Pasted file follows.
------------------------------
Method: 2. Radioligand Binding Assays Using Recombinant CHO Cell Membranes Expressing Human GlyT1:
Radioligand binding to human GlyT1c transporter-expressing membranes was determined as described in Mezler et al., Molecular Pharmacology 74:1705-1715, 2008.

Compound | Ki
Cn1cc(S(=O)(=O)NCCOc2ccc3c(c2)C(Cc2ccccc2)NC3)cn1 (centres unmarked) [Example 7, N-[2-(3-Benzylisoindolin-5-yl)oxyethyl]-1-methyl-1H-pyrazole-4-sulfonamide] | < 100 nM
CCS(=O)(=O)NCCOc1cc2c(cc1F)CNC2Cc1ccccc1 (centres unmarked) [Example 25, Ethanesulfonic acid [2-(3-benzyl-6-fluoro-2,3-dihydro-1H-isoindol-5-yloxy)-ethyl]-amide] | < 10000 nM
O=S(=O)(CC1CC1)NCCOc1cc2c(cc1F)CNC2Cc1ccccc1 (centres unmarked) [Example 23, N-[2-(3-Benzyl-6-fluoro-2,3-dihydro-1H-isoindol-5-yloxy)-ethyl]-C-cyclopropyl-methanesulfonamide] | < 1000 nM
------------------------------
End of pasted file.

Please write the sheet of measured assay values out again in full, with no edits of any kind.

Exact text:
Method: 2. Radioligand Binding Assays Using Recombinant CHO Cell Membranes Expressing Human GlyT1:
Radioligand binding to human GlyT1c transporter-expressing membranes was determined as described in Mezler et al., Molecular Pharmacology 74:1705-1715, 2008.

Compound | Ki
Cn1cc(S(=O)(=O)NCCOc2ccc3c(c2)C(Cc2ccccc2)NC3)cn1 (centres unmarked) [Example 7, N-[2-(3-Benzylisoindolin-5-yl)oxyethyl]-1-methyl-1H-pyrazole-4-sulfonamide] | < 100 nM
CCS(=O)(=O)NCCOc1cc2c(cc1F)CNC2Cc1ccccc1 (centres unmarked) [Example 25, Ethanesulfonic acid [2-(3-benzyl-6-fluoro-2,3-dihydro-1H-isoindol-5-yloxy)-ethyl]-amide] | < 10000 nM
O=S(=O)(CC1CC1)NCCOc1cc2c(cc1F)CNC2Cc1ccccc1 (centres unmarked) [Example 23, N-[2-(3-Benzyl-6-fluoro-2,3-dihydro-1H-isoindol-5-yloxy)-ethyl]-C-cyclopropyl-methanesulfonamide] | < 1000 nM